• This method might not be suitable for individuals with sensitive skin or certain medical conditions.

Non-Fire Cupping:

  • Procedure: This modern version skips the fire and uses mechanical or manual pumps to create the suction. These pumps allow for more controlled, adjustable suction intensity.
  • Benefits: Compared to fire cupping, non-fire cupping offers:

Reduced risk of burns: No open flames mean less chance of skin irritation.

Controlled suction: Adjustable pumps allow for a personalised experience, catering to individual needs and comfort levels.

  • Pointers:
    • While gentler, non-fire cupping might not be as potent as the traditional method for some individuals.
    • Discuss your preferences and medical history with a qualified cupping therapist to determine the best option for you.

Ultimately, the choice between fire and non-fire cupping depends on your individual needs and preferences. Both methods offer similar potential benefits of cupping therapy, though fire cupping carries a slightly higher risk and non-fire cupping allows for more personalised control. Talk to a qualified therapist to determine which option is right for you and to ensure a safe and comfortable experience.

Cupping Therapy: Dry vs. Wet and Fire vs. Non-Fire

Cupping therapy, an ancient practice used in various traditional medicines, involves applying suction cups to the skin to promote healing. But within this simple concept lies a range of variations, primarily differentiated by the presence or absence of bloodletting and the method of creating suction. Let's delve into the key differences between dry and wet cupping, as well as fire and non-fire cupping techniques.

Dry vs. Wet Cupping:

  • Dry Cupping: Imagine a gentle massage with a twist. Dry cupping uses suction to stimulate muscles, improve circulation, and alleviate pain. Think of it as a gateway to cupping, ideal for those seeking relief from aches, stiffness, and even headaches.
  • Wet Cupping: This bolder approach delves deeper, using gentle skin punctures before applying the cups. This draws out a small amount of blood, believed to release toxins and address deeper blockages. While potentially more effective, it's a more intense experience and may not be suitable for everyone.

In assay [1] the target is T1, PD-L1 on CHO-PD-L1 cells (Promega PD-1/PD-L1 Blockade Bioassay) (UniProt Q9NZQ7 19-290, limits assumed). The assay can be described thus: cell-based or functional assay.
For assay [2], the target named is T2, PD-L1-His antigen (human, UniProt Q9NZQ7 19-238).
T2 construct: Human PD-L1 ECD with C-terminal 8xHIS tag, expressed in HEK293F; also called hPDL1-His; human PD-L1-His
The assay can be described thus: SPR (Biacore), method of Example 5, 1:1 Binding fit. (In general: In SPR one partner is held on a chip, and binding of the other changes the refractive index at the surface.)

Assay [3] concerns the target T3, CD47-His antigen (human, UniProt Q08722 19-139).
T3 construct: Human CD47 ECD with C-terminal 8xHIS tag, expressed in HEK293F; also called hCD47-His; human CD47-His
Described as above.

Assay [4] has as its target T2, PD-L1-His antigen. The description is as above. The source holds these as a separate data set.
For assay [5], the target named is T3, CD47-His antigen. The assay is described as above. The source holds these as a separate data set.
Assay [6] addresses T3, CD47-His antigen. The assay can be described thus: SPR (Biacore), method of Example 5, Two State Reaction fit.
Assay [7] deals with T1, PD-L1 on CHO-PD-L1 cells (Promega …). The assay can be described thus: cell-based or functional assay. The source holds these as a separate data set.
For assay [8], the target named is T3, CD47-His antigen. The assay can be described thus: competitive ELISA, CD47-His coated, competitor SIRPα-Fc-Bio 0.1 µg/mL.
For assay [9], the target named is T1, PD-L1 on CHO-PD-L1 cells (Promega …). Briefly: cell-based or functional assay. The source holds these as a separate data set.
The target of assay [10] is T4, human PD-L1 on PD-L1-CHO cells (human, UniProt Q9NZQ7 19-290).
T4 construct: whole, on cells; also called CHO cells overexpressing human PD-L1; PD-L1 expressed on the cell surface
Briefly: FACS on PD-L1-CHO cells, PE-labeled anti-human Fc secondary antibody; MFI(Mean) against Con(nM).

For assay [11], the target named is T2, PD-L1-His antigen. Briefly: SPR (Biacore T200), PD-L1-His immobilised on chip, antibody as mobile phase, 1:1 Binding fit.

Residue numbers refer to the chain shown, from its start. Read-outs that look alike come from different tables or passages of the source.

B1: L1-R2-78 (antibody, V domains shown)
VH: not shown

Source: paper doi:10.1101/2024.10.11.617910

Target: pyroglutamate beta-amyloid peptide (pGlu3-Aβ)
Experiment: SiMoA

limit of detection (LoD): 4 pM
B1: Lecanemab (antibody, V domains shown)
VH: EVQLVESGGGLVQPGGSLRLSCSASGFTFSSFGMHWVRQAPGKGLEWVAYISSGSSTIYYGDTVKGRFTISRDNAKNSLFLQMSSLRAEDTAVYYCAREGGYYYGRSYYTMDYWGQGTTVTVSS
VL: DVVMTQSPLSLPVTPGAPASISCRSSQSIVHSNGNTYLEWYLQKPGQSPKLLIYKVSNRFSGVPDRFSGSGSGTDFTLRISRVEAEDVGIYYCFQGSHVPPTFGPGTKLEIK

Fire vs. Non-Fire Cupping:

  • Fire Cupping: Embracing tradition, fire cupping utilizes flames or burning herbs to create the initial suction. This invigorating method is believed to offer deeper detoxification and stimulate stagnant energy. Think "ancient wisdom meeting modern wellness."
  • Non-Fire Cupping: Offering a gentler approach, non-fire cupping relies on pumps, rubber bulbs, or squeezes to create the suction. This method eliminates the fire element, making it ideal for those with sensitive skin or concerns about burns. Think "modern comfort meets ancient practice."

Renuvenate: Your Gateway to Personalised Cupping Therapy in Bromley

At Renuvenate, our dedicated team of practitioners embraces the multifaceted nature of cupping therapy in Bromley. We offer comprehensive consultations to determine the specific type and technique that best aligns with your individual needs and preferences. Whether you're seeking pain relief, deeper detoxification, or improved circulation, our experts will guide you through a personalised cupping experience designed to optimise your well-being.

So, if you're curious about exploring the therapeutic power of cupping therapy, Renuvenate in Bromley stands ready to be your trusted partner. Contact us today and embark on a journey towards holistic wellness, one gentle suction cup at a time.

Remember, cupping therapy, while generally safe, can have side effects. Consult your doctor before starting any new treatment, especially if you have any pre-existing health conditions.

We hope this comprehensive breakdown empowers you to make informed choices when considering cupping therapy. Embrace the power of ancient wisdom blended with modern expertise at Renuvenate and unlock a new chapter in your wellness journey.